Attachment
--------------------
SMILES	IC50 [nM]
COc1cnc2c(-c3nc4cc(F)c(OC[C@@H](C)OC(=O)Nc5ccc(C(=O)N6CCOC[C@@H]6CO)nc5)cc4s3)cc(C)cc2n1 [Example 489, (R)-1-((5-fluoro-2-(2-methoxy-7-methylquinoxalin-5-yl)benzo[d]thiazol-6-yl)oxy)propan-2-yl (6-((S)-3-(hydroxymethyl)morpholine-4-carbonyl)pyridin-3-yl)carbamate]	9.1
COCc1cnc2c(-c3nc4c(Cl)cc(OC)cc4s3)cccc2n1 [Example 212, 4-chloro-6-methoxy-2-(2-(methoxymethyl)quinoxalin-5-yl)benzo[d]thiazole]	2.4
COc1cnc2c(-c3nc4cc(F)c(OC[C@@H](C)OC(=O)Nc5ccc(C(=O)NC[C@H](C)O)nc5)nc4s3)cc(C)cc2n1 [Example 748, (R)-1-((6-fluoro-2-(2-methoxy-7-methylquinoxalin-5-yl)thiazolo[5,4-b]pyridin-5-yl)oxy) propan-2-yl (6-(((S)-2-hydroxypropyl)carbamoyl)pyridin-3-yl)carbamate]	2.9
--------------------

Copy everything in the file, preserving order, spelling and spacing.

SMILES	IC50 [nM]
COc1cnc2c(-c3nc4cc(F)c(OC[C@@H](C)OC(=O)Nc5ccc(C(=O)N6CCOC[C@@H]6CO)nc5)cc4s3)cc(C)cc2n1 [Example 489, (R)-1-((5-fluoro-2-(2-methoxy-7-methylquinoxalin-5-yl)benzo[d]thiazol-6-yl)oxy)propan-2-yl (6-((S)-3-(hydroxymethyl)morpholine-4-carbonyl)pyridin-3-yl)carbamate]	9.1
COCc1cnc2c(-c3nc4c(Cl)cc(OC)cc4s3)cccc2n1 [Example 212, 4-chloro-6-methoxy-2-(2-(methoxymethyl)quinoxalin-5-yl)benzo[d]thiazole]	2.4
COc1cnc2c(-c3nc4cc(F)c(OC[C@@H](C)OC(=O)Nc5ccc(C(=O)NC[C@H](C)O)nc5)nc4s3)cc(C)cc2n1 [Example 748, (R)-1-((6-fluoro-2-(2-methoxy-7-methylquinoxalin-5-yl)thiazolo[5,4-b]pyridin-5-yl)oxy) propan-2-yl (6-(((S)-2-hydroxypropyl)carbamoyl)pyridin-3-yl)carbamate]	2.9